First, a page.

Good conclusions usually refer back to the question or title and address it directly - for example by using key words from the title.
How well do you think these conclusions address the title or question? Answering these questions should help you find out.
- Do they use key words from the title or question?
- Do they answer the question directly?
- Can you work out the question or title just by reading the conclusion?
Discuss the role of the narrator in Die Verwandlung.
"In conclusion, the narrative in Die Verwandtlung has a disjointed style, swapping between the two styles of normal narrative focalised through Gregor and the narrative that describes Gregor's thoughts to the reader. This style creates unease throughout the story that is reflected by the questions posed by the story, over Gregor's humanity, and the juxtaposing of the real family and surreal transformation in the story. The gap of information given by the two styles of narrative give opportunity for humour, but the humour is also ambivalent, like the narrative, one does not know if it truly is humour this increases the reader's unease. The narrative also tracks the passage of time and makes the reader feel that Gregor was still human to the last. All of these aspects of the narrative combine to give the feeling that the reader cannot be sure of any moral stand-point in the story and is not able to come to complete conclusions - this means the reader is left with questions rather than answers and must therefore involve themselves in the story more."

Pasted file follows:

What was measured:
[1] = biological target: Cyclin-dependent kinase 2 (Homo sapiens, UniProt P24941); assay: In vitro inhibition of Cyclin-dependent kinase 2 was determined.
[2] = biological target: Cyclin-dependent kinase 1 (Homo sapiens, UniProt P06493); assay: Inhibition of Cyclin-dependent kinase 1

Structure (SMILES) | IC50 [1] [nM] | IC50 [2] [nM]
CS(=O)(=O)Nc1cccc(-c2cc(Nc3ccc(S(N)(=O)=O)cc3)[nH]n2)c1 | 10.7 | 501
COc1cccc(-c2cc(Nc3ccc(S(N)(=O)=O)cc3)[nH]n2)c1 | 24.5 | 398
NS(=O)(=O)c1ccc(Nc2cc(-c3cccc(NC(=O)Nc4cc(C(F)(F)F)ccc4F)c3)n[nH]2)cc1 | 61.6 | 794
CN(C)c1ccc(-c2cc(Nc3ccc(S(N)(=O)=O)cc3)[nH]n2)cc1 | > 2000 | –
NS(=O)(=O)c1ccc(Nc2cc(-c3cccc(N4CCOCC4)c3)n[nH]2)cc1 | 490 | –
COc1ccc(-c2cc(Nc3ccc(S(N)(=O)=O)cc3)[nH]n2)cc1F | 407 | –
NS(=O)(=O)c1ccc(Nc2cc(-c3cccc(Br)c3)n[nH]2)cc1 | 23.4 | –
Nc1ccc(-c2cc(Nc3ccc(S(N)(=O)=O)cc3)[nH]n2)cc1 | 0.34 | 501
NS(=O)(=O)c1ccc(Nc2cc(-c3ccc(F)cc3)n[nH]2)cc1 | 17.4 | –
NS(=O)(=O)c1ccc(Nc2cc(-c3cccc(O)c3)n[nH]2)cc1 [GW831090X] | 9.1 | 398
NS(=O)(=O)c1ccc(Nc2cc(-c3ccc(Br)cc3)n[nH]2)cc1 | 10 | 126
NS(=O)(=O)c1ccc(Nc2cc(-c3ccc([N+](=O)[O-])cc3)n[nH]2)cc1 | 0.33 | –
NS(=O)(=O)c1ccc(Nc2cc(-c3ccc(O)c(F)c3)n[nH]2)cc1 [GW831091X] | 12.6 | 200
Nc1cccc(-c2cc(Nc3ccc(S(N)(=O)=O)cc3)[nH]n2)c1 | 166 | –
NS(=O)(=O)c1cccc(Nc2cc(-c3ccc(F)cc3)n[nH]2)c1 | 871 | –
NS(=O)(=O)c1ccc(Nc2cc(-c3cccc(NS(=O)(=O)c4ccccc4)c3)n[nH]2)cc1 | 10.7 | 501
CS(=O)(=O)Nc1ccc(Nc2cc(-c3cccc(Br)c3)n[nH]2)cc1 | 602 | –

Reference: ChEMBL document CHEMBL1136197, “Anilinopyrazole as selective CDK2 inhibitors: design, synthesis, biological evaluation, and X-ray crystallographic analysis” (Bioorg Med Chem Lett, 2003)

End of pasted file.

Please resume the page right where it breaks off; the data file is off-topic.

In a continuous essay of not more that 1000 words, analyse this passage, discussing ways in which the narrative voice and dialogue are used.
"What then follows is a narration of the character of Lydia Bennet. This character discourse includes both direct and indirect speech, and a lengthy narrative. The character is revealed to us mainly by the art of telling. This may be slightly patronizing as the reader is not allowed to make up his/her own mind in conclusion of the character, but the technique is beneficial in respect of brevity and clarity. From the narration, I surmise Lydia to be very outspoken and head strong. From the indirect speech that follows, when Lydia "orders" Mr Bingley to present a Ball at Netherfield, my interpretation of Lydia's characterization is reinforced. Through Lydia's dialogue regarding the second ball "I shall tell Colonel Forster it will be quite a shame if he does not". Again, my opinions are reinforced. The showing of the character has allowed me to reiterate that Lydia is thoroughly selfish and she uses people so that she may get what she wishes. She shows no gratitude toward Mr Bingley for his acquiesce to hold the ball.
Thus, this passage displays many of the narrative techniques which Austen uses in the novel as a whole, and reveals her level of skill in being able to express her ideas through the narrative while still remaining entertaining and readable.
Discuss the use and importance of symbolism in Bram Stokers Dracula.
"The importance of ones' religion and beliefs is shown in Dracula throughout the novel. In conclusion it can be said that Bram Stoker has used symbolism throughout the story, as it is one of the main features of horror stories. It is important for one to understand these symbols and the importance of the issues they portray. The symbolism of blood and religion is used wisely in Dracula and keeps the readers' attention and makes one think of the different meanings these symbols can have."